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5 Love Languages

5 Love Languages

What makes you feel loved?

When someone spends focused time with you? When someone gives you a gift? When someone encourages you or gives you compliments? When someone hugs you or holds your hand? When someone does your laundry or cooks a meal for you?

Over 20 years ago, Dr. Gary Chapman wrote a New York Times bestselling book called The Five Love Languages. All these years later, Dr. Chapman’s concept of five love languages has expanded to include not only marriage relationships, but parents’ relationships with their children and teenagers and even an edition for single people that concentrates on relationships with parents, friends, and co-workers.

So what are the five love languages?

Dr. Chapman explains it this way, “My conclusion after thirty years of marriage counseling is that there are basically five emotional love languages—five ways that people speak and understand emotional love.” So the way you speak and understand emotional love is your primary love language.

If you understand how your partner (or your child or your parent or your best friend) speaks and understands and receives love, then you can make sure you’re showing love in the way that person primarily feels loved. And if you know how you most feel loved, you can tell your partner (or child or parent or best friend), so that person can show love to you in the way you primarily feel loved. Obviously, you can’t read another person’s mind, but understanding the way he expresses and feels loved is a peek inside his mind. And it’s one of the simplest ways to improve a relationship.

In a nutshell, the five love languages are —

  1. Words of Affirmation – Using words to affirm someone — compliments and words of affection, words of praise or appreciation. This might be a verbal compliment or a love note, a text message saying what you love about someone or a simple “You’re awesome” written on a dry erase board.

 

  1. Acts of Service – Actions speak louder than words — showing love rather than simply telling it. What does this look like? Maybe taking your person’s car through the car wash or carrying their trash to the curb. It might be doing a chore he especially hates or running an errand to save her time.

 

  1. Receiving Gifts – Gifts are a symbol of love. These might be major gifts, like an expensive thing your loved one has been wanting. Or it could be picking up his favorite soda or her favorite lotion the next time you’re at the store.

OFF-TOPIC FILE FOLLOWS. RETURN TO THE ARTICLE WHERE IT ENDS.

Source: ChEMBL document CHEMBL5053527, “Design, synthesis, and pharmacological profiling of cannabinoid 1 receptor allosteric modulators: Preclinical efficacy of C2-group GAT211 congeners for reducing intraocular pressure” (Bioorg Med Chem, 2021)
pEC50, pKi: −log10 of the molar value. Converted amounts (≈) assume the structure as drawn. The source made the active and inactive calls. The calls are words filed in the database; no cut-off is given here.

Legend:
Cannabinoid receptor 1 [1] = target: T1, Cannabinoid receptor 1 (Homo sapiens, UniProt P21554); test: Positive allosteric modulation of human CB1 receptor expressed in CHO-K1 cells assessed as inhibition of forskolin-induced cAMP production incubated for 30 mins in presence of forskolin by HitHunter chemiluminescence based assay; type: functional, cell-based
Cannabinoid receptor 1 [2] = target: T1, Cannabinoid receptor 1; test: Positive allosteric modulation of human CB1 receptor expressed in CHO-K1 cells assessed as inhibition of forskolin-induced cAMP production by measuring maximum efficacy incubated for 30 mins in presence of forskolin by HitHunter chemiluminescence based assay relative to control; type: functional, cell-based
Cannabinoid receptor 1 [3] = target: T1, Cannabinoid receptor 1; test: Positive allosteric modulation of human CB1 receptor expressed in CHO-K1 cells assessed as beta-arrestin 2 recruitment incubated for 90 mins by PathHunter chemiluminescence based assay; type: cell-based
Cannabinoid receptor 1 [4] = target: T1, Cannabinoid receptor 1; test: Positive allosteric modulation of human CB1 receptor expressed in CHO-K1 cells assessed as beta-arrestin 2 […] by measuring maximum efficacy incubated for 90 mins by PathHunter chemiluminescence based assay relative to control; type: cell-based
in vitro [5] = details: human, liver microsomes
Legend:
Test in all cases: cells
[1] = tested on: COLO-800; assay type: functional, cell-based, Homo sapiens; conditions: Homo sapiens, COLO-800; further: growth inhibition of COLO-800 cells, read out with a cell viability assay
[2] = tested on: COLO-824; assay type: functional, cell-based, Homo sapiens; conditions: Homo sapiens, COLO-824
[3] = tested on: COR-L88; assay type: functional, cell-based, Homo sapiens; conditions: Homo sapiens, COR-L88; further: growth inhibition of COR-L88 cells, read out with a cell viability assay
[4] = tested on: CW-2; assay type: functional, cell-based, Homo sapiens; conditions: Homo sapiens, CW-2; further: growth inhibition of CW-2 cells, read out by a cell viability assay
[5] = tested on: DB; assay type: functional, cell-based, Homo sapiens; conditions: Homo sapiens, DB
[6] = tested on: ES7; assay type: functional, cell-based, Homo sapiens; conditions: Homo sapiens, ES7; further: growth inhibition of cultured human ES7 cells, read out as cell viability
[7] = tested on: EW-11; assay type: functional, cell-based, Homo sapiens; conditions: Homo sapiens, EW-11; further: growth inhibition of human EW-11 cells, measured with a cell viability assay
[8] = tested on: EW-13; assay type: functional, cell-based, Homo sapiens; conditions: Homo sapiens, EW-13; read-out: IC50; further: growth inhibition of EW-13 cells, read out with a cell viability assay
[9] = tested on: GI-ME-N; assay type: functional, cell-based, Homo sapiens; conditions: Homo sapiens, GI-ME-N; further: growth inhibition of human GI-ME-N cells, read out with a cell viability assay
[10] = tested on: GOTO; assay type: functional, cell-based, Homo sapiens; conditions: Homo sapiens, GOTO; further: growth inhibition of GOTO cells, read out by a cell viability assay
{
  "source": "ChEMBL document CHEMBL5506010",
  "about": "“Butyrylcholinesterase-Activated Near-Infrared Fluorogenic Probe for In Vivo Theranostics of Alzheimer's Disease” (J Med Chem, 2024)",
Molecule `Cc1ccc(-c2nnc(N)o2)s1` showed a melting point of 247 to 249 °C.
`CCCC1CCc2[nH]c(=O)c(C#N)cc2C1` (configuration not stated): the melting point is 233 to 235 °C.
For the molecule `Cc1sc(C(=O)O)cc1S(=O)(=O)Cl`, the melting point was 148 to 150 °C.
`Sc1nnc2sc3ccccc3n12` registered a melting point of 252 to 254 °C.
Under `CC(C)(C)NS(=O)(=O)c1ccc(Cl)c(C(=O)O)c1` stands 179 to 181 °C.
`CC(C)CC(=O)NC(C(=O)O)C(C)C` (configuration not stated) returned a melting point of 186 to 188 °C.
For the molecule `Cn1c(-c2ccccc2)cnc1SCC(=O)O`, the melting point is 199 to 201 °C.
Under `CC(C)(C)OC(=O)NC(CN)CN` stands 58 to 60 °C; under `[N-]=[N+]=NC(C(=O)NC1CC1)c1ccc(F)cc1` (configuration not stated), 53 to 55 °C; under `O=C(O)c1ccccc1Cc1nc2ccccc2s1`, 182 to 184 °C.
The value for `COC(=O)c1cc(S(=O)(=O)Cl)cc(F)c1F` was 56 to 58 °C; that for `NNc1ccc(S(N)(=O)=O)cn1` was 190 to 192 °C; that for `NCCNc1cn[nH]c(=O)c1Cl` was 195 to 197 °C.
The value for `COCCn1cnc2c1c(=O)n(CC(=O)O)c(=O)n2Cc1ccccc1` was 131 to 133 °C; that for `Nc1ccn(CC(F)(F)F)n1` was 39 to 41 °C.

1. Quality Time – Giving someone your undivided attention, spending time together. The key to this is undivided attention and quality time. Put away your phones and look at each other. Turn off the television and look at each other. Plan time away together – a weekend hiking trip or a day at the beach, a week of vacation in the summer or a block of time together around the holidays. Play a game together, go on a walk, spend just ten minutes talking about your day and reconnecting.

 

  1. Physical Touch – Feeling affection through physical touch. When we think of showing or experiencing love through physical touch, our minds usually jump straight to sex. But this love language isn’t necessarily about sex. And experiencing love through physical touch isn’t tied to a person’s sex drive. This also doesn’t equate to a lot of PDA (public displays of affection).

If physical touch is your love language, you can experience or feel love through hand-holding, hugging, sitting close to your loved one or through a gentle touch on the arm or a simple shoulder squeeze. If your boyfriend or girlfriend’s love language is physical touch, that doesn’t mean you have to have to sex. You can still help your partner feel loved in his or her love language in other ways. You can respect your own physical boundaries and show love to your boyfriend or girlfriend.

As you read that list, you might think, “Oh yeah, that really makes me feel loved!” Or maybe a couple of the languages seem to really speak love to you. Dr. Chapman’s website offers a free quiz to help you figure out your love language.

Knowing what makes you feel loved and what doesn’t particularly make you feel loved can help as you navigate a relationship. And knowing how the people in your life understand and express love can help improve your relationships.

Maybe your Valentine’s gift to yourself or your loved one is taking the quiz, discovering your love languages, and sharing the quiz results. You deserve to feel loved!

 

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